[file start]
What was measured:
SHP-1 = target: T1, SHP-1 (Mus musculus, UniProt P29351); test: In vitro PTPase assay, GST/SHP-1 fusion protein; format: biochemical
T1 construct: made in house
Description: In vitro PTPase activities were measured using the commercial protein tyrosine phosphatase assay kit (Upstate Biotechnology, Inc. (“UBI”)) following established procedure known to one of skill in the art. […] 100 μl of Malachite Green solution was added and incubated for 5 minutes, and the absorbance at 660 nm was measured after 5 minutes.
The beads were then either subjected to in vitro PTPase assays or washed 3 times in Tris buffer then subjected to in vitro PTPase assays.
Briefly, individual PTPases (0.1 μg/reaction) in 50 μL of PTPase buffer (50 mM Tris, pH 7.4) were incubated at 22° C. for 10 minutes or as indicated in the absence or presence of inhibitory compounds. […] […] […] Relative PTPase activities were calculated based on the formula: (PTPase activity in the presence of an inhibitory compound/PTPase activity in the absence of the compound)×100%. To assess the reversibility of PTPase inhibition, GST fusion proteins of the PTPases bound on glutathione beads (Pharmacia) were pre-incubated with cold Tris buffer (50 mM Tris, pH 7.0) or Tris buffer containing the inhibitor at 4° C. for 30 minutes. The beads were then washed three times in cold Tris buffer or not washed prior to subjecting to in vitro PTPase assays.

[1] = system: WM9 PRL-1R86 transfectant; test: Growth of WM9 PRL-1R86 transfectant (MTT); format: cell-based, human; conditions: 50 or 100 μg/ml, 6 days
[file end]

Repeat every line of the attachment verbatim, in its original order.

What was measured:
SHP-1 = target: T1, SHP-1 (Mus musculus, UniProt P29351); test: In vitro PTPase assay, GST/SHP-1 fusion protein; format: biochemical
T1 construct: made in house
Description: In vitro PTPase activities were measured using the commercial protein tyrosine phosphatase assay kit (Upstate Biotechnology, Inc. (“UBI”)) following established procedure known to one of skill in the art. […] 100 μl of Malachite Green solution was added and incubated for 5 minutes, and the absorbance at 660 nm was measured after 5 minutes.
The beads were then either subjected to in vitro PTPase assays or washed 3 times in Tris buffer then subjected to in vitro PTPase assays.
Briefly, individual PTPases (0.1 μg/reaction) in 50 μL of PTPase buffer (50 mM Tris, pH 7.4) were incubated at 22° C. for 10 minutes or as indicated in the absence or presence of inhibitory compounds. […] […] […] Relative PTPase activities were calculated based on the formula: (PTPase activity in the presence of an inhibitory compound/PTPase activity in the absence of the compound)×100%. To assess the reversibility of PTPase inhibition, GST fusion proteins of the PTPases bound on glutathione beads (Pharmacia) were pre-incubated with cold Tris buffer (50 mM Tris, pH 7.0) or Tris buffer containing the inhibitor at 4° C. for 30 minutes. The beads were then washed three times in cold Tris buffer or not washed prior to subjecting to in vitro PTPase assays.

[1] = system: WM9 PRL-1R86 transfectant; test: Growth of WM9 PRL-1R86 transfectant (MTT); format: cell-based, human; conditions: 50 or 100 μg/ml, 6 days